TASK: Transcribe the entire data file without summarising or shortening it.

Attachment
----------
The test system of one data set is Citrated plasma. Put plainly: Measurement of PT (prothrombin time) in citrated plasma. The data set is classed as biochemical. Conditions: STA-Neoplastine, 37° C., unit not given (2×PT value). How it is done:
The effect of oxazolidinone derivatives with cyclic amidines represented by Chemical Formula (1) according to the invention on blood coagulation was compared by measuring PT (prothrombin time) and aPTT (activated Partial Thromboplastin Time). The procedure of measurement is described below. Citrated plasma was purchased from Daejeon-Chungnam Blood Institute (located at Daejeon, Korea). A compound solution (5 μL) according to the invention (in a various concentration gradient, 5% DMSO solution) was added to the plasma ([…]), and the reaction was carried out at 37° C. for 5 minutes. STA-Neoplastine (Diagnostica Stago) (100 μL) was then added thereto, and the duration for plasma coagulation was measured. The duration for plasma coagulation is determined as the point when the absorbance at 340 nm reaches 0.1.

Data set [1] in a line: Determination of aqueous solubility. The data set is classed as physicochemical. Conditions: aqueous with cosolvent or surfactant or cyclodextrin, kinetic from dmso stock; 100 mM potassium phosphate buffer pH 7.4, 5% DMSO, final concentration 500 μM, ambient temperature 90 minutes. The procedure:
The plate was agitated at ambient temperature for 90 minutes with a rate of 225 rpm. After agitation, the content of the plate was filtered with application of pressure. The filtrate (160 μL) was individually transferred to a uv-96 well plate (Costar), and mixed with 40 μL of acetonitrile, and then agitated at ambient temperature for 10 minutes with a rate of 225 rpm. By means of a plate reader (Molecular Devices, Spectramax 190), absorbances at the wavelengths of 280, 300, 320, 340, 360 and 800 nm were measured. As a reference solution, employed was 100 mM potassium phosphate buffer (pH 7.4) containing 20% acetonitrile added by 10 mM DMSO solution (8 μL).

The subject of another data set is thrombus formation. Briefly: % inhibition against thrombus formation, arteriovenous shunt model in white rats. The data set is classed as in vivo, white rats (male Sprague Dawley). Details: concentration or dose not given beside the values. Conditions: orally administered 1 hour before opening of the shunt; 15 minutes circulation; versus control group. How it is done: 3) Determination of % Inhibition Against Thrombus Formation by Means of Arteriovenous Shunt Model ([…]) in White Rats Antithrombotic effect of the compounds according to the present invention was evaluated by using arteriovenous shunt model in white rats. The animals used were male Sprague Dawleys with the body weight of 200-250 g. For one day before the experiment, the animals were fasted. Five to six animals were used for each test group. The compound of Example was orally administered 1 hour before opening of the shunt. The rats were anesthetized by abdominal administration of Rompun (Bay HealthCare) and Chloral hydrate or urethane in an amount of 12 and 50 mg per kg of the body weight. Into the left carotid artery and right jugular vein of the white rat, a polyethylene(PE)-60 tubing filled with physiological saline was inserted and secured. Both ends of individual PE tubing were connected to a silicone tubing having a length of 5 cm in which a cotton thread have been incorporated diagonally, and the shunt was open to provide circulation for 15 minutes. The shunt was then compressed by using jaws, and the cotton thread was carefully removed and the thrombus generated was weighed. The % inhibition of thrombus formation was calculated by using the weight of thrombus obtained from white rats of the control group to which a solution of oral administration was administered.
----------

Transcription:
The test system of one data set is Citrated plasma. Put plainly: Measurement of PT (prothrombin time) in citrated plasma. The data set is classed as biochemical. Conditions: STA-Neoplastine, 37° C., unit not given (2×PT value). How it is done:
The effect of oxazolidinone derivatives with cyclic amidines represented by Chemical Formula (1) according to the invention on blood coagulation was compared by measuring PT (prothrombin time) and aPTT (activated Partial Thromboplastin Time). The procedure of measurement is described below. Citrated plasma was purchased from Daejeon-Chungnam Blood Institute (located at Daejeon, Korea). A compound solution (5 μL) according to the invention (in a various concentration gradient, 5% DMSO solution) was added to the plasma ([…]), and the reaction was carried out at 37° C. for 5 minutes. STA-Neoplastine (Diagnostica Stago) (100 μL) was then added thereto, and the duration for plasma coagulation was measured. The duration for plasma coagulation is determined as the point when the absorbance at 340 nm reaches 0.1.

Data set [1] in a line: Determination of aqueous solubility. The data set is classed as physicochemical. Conditions: aqueous with cosolvent or surfactant or cyclodextrin, kinetic from dmso stock; 100 mM potassium phosphate buffer pH 7.4, 5% DMSO, final concentration 500 μM, ambient temperature 90 minutes. The procedure:
The plate was agitated at ambient temperature for 90 minutes with a rate of 225 rpm. After agitation, the content of the plate was filtered with application of pressure. The filtrate (160 μL) was individually transferred to a uv-96 well plate (Costar), and mixed with 40 μL of acetonitrile, and then agitated at ambient temperature for 10 minutes with a rate of 225 rpm. By means of a plate reader (Molecular Devices, Spectramax 190), absorbances at the wavelengths of 280, 300, 320, 340, 360 and 800 nm were measured. As a reference solution, employed was 100 mM potassium phosphate buffer (pH 7.4) containing 20% acetonitrile added by 10 mM DMSO solution (8 μL).

The subject of another data set is thrombus formation. Briefly: % inhibition against thrombus formation, arteriovenous shunt model in white rats. The data set is classed as in vivo, white rats (male Sprague Dawley). Details: concentration or dose not given beside the values. Conditions: orally administered 1 hour before opening of the shunt; 15 minutes circulation; versus control group. How it is done: 3) Determination of % Inhibition Against Thrombus Formation by Means of Arteriovenous Shunt Model ([…]) in White Rats Antithrombotic effect of the compounds according to the present invention was evaluated by using arteriovenous shunt model in white rats. The animals used were male Sprague Dawleys with the body weight of 200-250 g. For one day before the experiment, the animals were fasted. Five to six animals were used for each test group. The compound of Example was orally administered 1 hour before opening of the shunt. The rats were anesthetized by abdominal administration of Rompun (Bay HealthCare) and Chloral hydrate or urethane in an amount of 12 and 50 mg per kg of the body weight. Into the left carotid artery and right jugular vein of the white rat, a polyethylene(PE)-60 tubing filled with physiological saline was inserted and secured. Both ends of individual PE tubing were connected to a silicone tubing having a length of 5 cm in which a cotton thread have been incorporated diagonally, and the shunt was open to provide circulation for 15 minutes. The shunt was then compressed by using jaws, and the cotton thread was carefully removed and the thrombus generated was weighed. The % inhibition of thrombus formation was calculated by using the weight of thrombus obtained from white rats of the control group to which a solution of oral administration was administered.